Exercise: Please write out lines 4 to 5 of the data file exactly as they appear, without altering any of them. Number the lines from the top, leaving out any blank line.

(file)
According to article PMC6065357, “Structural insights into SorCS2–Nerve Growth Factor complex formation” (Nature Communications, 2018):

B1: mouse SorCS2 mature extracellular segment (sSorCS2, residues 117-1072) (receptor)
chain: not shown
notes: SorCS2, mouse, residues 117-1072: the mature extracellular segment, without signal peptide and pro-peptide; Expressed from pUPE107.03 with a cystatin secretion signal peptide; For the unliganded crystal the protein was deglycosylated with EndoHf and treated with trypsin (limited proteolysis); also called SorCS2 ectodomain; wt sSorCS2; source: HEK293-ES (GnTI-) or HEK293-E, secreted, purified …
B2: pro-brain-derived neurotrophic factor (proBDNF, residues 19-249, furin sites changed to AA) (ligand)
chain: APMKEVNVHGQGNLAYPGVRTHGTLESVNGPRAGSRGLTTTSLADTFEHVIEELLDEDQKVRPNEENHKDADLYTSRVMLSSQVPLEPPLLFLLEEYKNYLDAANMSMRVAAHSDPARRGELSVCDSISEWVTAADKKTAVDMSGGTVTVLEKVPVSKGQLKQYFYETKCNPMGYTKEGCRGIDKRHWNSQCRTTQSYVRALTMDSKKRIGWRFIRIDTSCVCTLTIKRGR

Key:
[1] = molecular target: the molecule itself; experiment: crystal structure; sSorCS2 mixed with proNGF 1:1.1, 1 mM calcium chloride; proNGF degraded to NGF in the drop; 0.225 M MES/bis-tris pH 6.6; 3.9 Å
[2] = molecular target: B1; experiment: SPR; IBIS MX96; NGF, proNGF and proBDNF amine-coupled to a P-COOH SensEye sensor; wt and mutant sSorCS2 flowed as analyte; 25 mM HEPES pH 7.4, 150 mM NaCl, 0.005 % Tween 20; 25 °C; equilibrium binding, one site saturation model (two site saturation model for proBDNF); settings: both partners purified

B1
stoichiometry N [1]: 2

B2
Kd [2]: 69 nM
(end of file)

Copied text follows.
notes: SorCS2, mouse, residues 117-1072: the mature extracellular segment, without signal peptide and pro-peptide; Expressed from pUPE107.03 with a cystatin secretion signal peptide; For the unliganded crystal the protein was deglycosylated with EndoHf and treated with trypsin (limited proteolysis); also called SorCS2 ectodomain; wt sSorCS2; source: HEK293-ES (GnTI-) or HEK293-E, secreted, purified …
B2: pro-brain-derived neurotrophic factor (proBDNF, residues 19-249, furin sites changed to AA) (ligand)